What’s in a name? Well, in terms of the latest Dopapod album, everything. We know the phrase “never use a word in its own definition” but for right now, we’re scrapping that. Dopapod’s Megagem is just that–an 8-track album, its title and definition all in one.
While fans were relishing in the excitement of fresh material and the show planning that comes along with it, all came to a halt when a Facebook post from Rob Compa, Eli Winderman, Chuck Jones and Neal “Fro” Evans, stated that the ever-growing powerhouse would take a break from the road for the entirety of 2018. Megagem, while acting as the band’s mic drop before a sabbatical, can teach us all a lesson while exploring its larger thematics: cater to your needs as they need to be met–time doesn’t stop for anyone.
Kicking things off in typical fashion with wailing guitars, stellar harmonies and entrancing tempo changes, the album launches into a powerful opener of “Plaese Haalp.” While many have already heard the tune live over the course of the last few months, this time, listeners are introduced to triumphant strings, violins and cellos, helping to create a larger than life sound. Lyricism plays a key role, detailing inner emotions and exploring parallels between time, creating music and giving attention to other avenues in life. Eventually tempo slows down as Winderman’s roaring and impressive vocals take the reigns of explaining their reasoning behind the 2018 hiatus.
Fro leads us into “Piazole” for a few bars on the drum kit, before the rest of the band jumps in to create an eccentric tune, capturing the essence of what could double as a soundtrack from our favorite N64 video games. Coming as the first instrumental track on the album, “Piazole” tells a story all its own through incredible song structure and varying instrumental spotlight. This track feels like home as its zippiness, appropriately placed guitar solos and eerie bass line are representative of everything Dopapod does so well. “Zonk” comes next as a zany, momentary interlude, stringing together “Piazole” with the other known Megagem track, “Mucho.” As a fun addition on the release, it leaves tons of room for interpretation and live jamming, should it be played before the 2017 gigs are up. Pro tip: be extra cautious while listening for the first time in any vehicle. Abrupt horns sound off twice and can cause immediate confusion.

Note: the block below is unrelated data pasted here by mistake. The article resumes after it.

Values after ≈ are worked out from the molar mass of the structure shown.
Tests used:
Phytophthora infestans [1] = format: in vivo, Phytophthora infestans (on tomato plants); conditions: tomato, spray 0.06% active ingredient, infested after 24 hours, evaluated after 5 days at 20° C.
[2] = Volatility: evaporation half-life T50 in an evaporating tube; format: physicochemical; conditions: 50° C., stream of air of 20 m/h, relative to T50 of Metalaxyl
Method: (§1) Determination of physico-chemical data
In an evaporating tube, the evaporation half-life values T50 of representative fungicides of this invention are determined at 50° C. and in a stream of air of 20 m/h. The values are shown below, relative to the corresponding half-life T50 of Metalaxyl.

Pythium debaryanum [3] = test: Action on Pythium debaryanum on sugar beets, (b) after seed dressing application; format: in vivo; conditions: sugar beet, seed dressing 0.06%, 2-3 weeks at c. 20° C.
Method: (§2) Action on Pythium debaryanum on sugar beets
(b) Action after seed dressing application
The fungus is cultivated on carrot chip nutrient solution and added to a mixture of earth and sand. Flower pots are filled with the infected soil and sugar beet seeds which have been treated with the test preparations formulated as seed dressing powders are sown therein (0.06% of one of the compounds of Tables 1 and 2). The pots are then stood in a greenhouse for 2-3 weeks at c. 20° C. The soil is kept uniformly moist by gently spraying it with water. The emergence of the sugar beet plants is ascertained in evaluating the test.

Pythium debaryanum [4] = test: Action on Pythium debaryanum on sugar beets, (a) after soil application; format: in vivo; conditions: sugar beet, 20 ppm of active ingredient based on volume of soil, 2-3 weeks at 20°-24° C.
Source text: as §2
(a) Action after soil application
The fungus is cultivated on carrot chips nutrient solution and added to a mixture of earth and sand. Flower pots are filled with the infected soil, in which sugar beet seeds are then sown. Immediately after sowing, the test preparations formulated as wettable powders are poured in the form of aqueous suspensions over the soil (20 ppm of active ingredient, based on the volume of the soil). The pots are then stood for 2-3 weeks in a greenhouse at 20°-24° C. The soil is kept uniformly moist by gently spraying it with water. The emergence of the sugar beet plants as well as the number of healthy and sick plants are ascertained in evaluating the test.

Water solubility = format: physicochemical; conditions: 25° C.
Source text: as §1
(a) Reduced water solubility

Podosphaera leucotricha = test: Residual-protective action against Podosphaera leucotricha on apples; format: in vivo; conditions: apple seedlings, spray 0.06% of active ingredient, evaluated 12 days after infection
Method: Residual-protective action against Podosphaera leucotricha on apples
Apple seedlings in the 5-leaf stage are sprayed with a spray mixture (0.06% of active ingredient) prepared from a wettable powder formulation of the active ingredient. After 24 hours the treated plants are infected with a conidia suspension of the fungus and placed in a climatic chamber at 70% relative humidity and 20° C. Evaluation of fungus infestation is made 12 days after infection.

“Mucho” brings a diverse flavor to Megagem with airy vocals, a light-hearted message and a chorus sung entirely in Spanish. The album’s themes of fulfilling different facets of life and prioritizing fleeting time are stitched throughout the track and in the chorus that immediately follows three prominent, crowd engaging claps. For those who were wondering, the chorus translates:
“The purpose of life is simple. Have a good time until the day you die. Live life in the present moment. Just go out and have a good time, silly.”
“Confabuation” comes next with Compa and Winderman pleasantly and traditionally harmonizing vocals. As the song progresses with contextual lyrics to their current situation, inventive guitar licks slide into the spotlight before Fro masters odd time signatures and high cymbal taps to abruptly close out the track. A mysterious intro leads us into “Turn by Turn” and based on the title alone, let’s hope to see a Turn by Turn > Turning Knobs before the guys wrap up the year for good. This song instantly places you in a convertible driving along the coastline with your hair blowing in the breeze as Dopapod offers jazzy drum fills and lyrics based on colors and “stretching your minds eye,” alluding to the cerebral album art. “Turn by Turn” has fun exploring various arrangements all within one song, with creative drums that your ear just can’t stray from. The song’s lyrics end, but the tune carries on as a crescendo of sound builds stronger alongside ambient effects before a blunt ending.
Holding down the blues on Megagem, “Buster Brown” acts as the final instrumental track. Slowed down, filled with soul and heavy on guitar, Dopapod lets the instruments smoothly speak for themselves. Compa and his guitar unmistakably shine over the course of the song but its Jones’ intricate bass-work that lays down the foundation for the jam. “Starfish” comes as the final piece to the Megagem puzzle- a spacey, intuitive ending track ready to sing you to sleep for a 365-day lullaby. It’s dreamy tone guides listeners into a utopic, upside-down world were Dopapod never goes on hiatus–a prelude to a dream acting as a perfect ending to reflect on the album as a whole. Winderman is given another opportunity for an ending psychedelic, soliloquy. Strings come into play once again to wrap “Starfish” at high volume as we come full circle to where the album’s journey all begin.
With their most themed release to date, its apparent the quartet knew exactly where they wanted to go, as they take their listeners on a dream pop journey to the center of self fulfillment. The 5th studio album comes a a bittersweet symphony, the last creative piece relinquished by the jam rockers before the looming hiatus. While its bittersweet to know you wont witness the live, raw talent of a band so deserving of its praises for an entire year, at the very least, we’re left to see how the entire album translates on stage and if any of those strings just so happen to surface during fall tour.
Key Tracks: Piazole, Confabuation, Turn By Turn